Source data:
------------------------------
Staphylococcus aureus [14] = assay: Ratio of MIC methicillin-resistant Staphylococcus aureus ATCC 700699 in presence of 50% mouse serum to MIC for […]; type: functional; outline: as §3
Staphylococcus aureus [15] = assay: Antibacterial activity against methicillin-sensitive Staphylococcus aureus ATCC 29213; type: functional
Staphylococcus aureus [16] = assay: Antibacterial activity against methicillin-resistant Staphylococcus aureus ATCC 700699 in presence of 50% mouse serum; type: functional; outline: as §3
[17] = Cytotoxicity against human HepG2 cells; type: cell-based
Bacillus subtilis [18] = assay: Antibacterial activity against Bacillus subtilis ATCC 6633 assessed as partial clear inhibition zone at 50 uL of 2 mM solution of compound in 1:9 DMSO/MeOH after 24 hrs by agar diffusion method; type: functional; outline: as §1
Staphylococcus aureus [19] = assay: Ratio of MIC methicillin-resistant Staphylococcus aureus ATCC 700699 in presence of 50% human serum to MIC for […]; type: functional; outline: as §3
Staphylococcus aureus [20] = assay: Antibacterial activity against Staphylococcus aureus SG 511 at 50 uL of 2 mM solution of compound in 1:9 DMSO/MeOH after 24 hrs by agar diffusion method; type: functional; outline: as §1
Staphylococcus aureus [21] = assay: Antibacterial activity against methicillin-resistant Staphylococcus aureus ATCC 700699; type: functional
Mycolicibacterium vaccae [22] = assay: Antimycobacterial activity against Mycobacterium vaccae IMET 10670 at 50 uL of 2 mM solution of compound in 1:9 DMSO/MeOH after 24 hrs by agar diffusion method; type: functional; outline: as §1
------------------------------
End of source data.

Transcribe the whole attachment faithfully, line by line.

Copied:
Staphylococcus aureus [14] = assay: Ratio of MIC methicillin-resistant Staphylococcus aureus ATCC 700699 in presence of 50% mouse serum to MIC for […]; type: functional; outline: as §3
Staphylococcus aureus [15] = assay: Antibacterial activity against methicillin-sensitive Staphylococcus aureus ATCC 29213; type: functional
Staphylococcus aureus [16] = assay: Antibacterial activity against methicillin-resistant Staphylococcus aureus ATCC 700699 in presence of 50% mouse serum; type: functional; outline: as §3
[17] = Cytotoxicity against human HepG2 cells; type: cell-based
Bacillus subtilis [18] = assay: Antibacterial activity against Bacillus subtilis ATCC 6633 assessed as partial clear inhibition zone at 50 uL of 2 mM solution of compound in 1:9 DMSO/MeOH after 24 hrs by agar diffusion method; type: functional; outline: as §1
Staphylococcus aureus [19] = assay: Ratio of MIC methicillin-resistant Staphylococcus aureus ATCC 700699 in presence of 50% human serum to MIC for […]; type: functional; outline: as §3
Staphylococcus aureus [20] = assay: Antibacterial activity against Staphylococcus aureus SG 511 at 50 uL of 2 mM solution of compound in 1:9 DMSO/MeOH after 24 hrs by agar diffusion method; type: functional; outline: as §1
Staphylococcus aureus [21] = assay: Antibacterial activity against methicillin-resistant Staphylococcus aureus ATCC 700699; type: functional
Mycolicibacterium vaccae [22] = assay: Antimycobacterial activity against Mycobacterium vaccae IMET 10670 at 50 uL of 2 mM solution of compound in 1:9 DMSO/MeOH after 24 hrs by agar diffusion method; type: functional; outline: as §1